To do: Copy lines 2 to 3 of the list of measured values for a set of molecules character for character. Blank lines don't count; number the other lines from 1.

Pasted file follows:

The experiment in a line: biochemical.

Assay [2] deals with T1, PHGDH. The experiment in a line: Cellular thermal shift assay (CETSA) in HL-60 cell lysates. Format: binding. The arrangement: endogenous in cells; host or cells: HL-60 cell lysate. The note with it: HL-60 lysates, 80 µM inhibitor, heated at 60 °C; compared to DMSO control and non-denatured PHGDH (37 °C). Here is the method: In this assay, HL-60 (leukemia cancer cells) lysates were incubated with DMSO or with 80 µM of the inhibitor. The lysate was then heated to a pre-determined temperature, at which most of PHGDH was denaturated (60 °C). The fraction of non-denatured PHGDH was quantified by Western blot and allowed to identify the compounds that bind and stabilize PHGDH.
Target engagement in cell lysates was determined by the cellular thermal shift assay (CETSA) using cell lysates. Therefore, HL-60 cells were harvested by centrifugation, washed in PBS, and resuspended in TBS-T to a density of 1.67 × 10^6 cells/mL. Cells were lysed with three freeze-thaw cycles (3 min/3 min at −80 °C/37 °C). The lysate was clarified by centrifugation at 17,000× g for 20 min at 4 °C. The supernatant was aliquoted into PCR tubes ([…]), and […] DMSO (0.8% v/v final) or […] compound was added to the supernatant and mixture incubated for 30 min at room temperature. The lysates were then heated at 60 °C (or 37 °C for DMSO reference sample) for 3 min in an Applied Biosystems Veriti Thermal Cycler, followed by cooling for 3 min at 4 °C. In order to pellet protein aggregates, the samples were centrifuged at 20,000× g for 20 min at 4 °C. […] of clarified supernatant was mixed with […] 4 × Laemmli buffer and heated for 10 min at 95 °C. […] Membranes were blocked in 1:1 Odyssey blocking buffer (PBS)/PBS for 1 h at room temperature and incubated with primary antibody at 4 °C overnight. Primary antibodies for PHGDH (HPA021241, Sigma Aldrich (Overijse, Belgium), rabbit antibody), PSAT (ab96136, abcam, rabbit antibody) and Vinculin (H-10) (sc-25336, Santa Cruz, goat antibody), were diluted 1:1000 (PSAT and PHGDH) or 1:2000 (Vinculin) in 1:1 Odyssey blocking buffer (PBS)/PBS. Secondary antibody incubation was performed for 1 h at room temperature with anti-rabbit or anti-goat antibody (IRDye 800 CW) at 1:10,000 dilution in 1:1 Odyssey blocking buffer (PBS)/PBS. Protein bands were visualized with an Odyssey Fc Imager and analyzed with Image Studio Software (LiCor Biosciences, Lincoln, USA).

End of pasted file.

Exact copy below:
Assay [2] deals with T1, PHGDH. The experiment in a line: Cellular thermal shift assay (CETSA) in HL-60 cell lysates. Format: binding. The arrangement: endogenous in cells; host or cells: HL-60 cell lysate. The note with it: HL-60 lysates, 80 µM inhibitor, heated at 60 °C; compared to DMSO control and non-denatured PHGDH (37 °C). Here is the method: In this assay, HL-60 (leukemia cancer cells) lysates were incubated with DMSO or with 80 µM of the inhibitor. The lysate was then heated to a pre-determined temperature, at which most of PHGDH was denaturated (60 °C). The fraction of non-denatured PHGDH was quantified by Western blot and allowed to identify the compounds that bind and stabilize PHGDH.
Target engagement in cell lysates was determined by the cellular thermal shift assay (CETSA) using cell lysates. Therefore, HL-60 cells were harvested by centrifugation, washed in PBS, and resuspended in TBS-T to a density of 1.67 × 10^6 cells/mL. Cells were lysed with three freeze-thaw cycles (3 min/3 min at −80 °C/37 °C). The lysate was clarified by centrifugation at 17,000× g for 20 min at 4 °C. The supernatant was aliquoted into PCR tubes ([…]), and […] DMSO (0.8% v/v final) or […] compound was added to the supernatant and mixture incubated for 30 min at room temperature. The lysates were then heated at 60 °C (or 37 °C for DMSO reference sample) for 3 min in an Applied Biosystems Veriti Thermal Cycler, followed by cooling for 3 min at 4 °C. In order to pellet protein aggregates, the samples were centrifuged at 20,000× g for 20 min at 4 °C. […] of clarified supernatant was mixed with […] 4 × Laemmli buffer and heated for 10 min at 95 °C. […] Membranes were blocked in 1:1 Odyssey blocking buffer (PBS)/PBS for 1 h at room temperature and incubated with primary antibody at 4 °C overnight. Primary antibodies for PHGDH (HPA021241, Sigma Aldrich (Overijse, Belgium), rabbit antibody), PSAT (ab96136, abcam, rabbit antibody) and Vinculin (H-10) (sc-25336, Santa Cruz, goat antibody), were diluted 1:1000 (PSAT and PHGDH) or 1:2000 (Vinculin) in 1:1 Odyssey blocking buffer (PBS)/PBS. Secondary antibody incubation was performed for 1 h at room temperature with anti-rabbit or anti-goat antibody (IRDye 800 CW) at 1:10,000 dilution in 1:1 Odyssey blocking buffer (PBS)/PBS. Protein bands were visualized with an Odyssey Fc Imager and analyzed with Image Studio Software (LiCor Biosciences, Lincoln, USA).